Email stopped being fun a long time ago. Since then, the Internet has produced oodles of articles on how to best handle the e-beast. Most recently, TED curator Chris Anderson channeled the I’m-drowning-in-email zeitgeist into a concise manifesto called the Email Charter, which recommends ten rules for reversing the time-sucking email spiral. Here are the first four:
1. Respect Recipients’ Time
This is the fundamental rule. As the message sender, the onus is on YOU to minimize the time your email will take to process. Even if it means taking more time at your end before sending.
2. Short or Slow is not Rude
Let’s mutually agree to cut each other some slack. Given the email load we’re all facing, it’s OK if replies take a while coming and if they don’t give detailed responses to all your questions. No one wants to come over as brusque, so please don’t take it personally. We just want our lives back!
3. Celebrate Clarity
Start with a subject line that clearly labels the topic, and maybe includes a status category [Info], [Action], [Time Sens] [Low Priority]. Use crisp, muddle-free sentences. If the email has to be longer than five sentences, make sure the first provides the basic reason for writing. Avoid strange fonts and colors.
4. Quash Open-Ended Questions
It is asking a lot to send someone an email with four long paragraphs of turgid text followed by “Thoughts?”. Even well-intended-but-open questions like “How can I help?” may not be that helpful. Email generosity requires simplifying, easy-to-answer questions. “Can I help best by a) calling b) visiting or c) staying right out of it?!”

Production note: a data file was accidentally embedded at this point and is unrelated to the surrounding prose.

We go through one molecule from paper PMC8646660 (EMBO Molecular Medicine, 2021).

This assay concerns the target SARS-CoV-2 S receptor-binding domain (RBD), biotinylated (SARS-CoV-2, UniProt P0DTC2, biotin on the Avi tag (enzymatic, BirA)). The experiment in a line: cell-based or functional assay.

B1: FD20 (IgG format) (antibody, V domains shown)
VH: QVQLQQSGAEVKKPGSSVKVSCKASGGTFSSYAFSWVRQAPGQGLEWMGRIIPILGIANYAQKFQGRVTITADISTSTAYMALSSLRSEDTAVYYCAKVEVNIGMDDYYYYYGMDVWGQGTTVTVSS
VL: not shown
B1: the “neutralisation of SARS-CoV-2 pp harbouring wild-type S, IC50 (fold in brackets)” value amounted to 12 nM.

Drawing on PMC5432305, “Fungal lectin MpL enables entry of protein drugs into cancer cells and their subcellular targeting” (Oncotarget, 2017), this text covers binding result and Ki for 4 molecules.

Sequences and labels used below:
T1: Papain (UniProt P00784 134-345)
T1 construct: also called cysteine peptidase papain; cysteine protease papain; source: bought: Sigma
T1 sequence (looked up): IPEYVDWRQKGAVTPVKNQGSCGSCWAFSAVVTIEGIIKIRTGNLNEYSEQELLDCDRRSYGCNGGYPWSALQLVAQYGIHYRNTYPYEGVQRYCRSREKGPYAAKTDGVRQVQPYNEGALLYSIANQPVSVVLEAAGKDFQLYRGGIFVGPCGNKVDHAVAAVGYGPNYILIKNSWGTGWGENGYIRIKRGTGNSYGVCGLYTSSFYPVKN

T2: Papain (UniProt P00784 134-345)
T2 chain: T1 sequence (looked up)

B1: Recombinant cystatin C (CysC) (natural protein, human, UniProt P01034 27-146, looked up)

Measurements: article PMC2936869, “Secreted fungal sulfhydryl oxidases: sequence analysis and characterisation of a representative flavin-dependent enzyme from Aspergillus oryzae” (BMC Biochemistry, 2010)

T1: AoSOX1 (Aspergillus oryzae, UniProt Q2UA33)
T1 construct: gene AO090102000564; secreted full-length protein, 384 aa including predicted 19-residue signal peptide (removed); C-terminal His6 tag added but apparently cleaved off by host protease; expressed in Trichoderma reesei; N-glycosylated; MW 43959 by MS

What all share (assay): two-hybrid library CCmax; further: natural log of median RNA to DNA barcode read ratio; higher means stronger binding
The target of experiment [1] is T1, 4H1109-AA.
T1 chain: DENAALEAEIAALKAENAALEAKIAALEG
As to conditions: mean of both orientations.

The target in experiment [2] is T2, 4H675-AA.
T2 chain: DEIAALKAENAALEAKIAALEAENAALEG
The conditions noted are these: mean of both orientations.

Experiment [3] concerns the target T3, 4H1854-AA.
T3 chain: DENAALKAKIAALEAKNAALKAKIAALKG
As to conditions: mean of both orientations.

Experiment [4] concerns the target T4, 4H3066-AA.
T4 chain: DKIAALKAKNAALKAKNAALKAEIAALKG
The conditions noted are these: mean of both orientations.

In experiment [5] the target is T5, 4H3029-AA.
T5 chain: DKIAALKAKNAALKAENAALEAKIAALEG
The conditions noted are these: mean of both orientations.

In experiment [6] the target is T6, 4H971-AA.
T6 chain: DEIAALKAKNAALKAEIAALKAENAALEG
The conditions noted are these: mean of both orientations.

5. On Focus & Attention:
“In Defense of Distraction” by Sam Anderson
This 2009 article by New York mag’s Sam Anderson is the wild card in our shortlist: It doesn’t contain any 1, 2, 3 productivity tips. What it does offer is a captivating and insightful overview of the current research on our poverty of attention and our obsession with multi-tasking – which (by the way) doesn’t work:
Meyer says that this is because, to put it simply, the brain processes different kinds of information on a variety of separate “channels”—a language channel, a visual channel, an auditory channel, and so on—each of which can process only one stream of information at a time. If you overburden a channel, the brain becomes inefficient and mistake-prone. The classic example is driving while talking on a cell phone, two tasks that conflict across a range of obvious channels: Steering and dialing are both manual tasks, looking out the windshield and reading a phone screen are both visual, etc. Even talking on a hands-free phone can be dangerous, Meyer says. If the person on the other end of the phone is describing a visual scene—say, the layout of a room full of furniture—that conversation can actually occupy your visual channel enough to impair your ability to see what’s around you on the road.
The only time multitasking does work efficiently, Meyer says, is when multiple simple tasks operate on entirely separate channels—for example, folding laundry (a visual-manual task) while listening to a stock report (a verbal task). But real-world scenarios that fit those specifications are very rare.
What Ideas Changed the Way You Work?
This list isn’t complete without your input… What articles and/or ideas changed the way you work?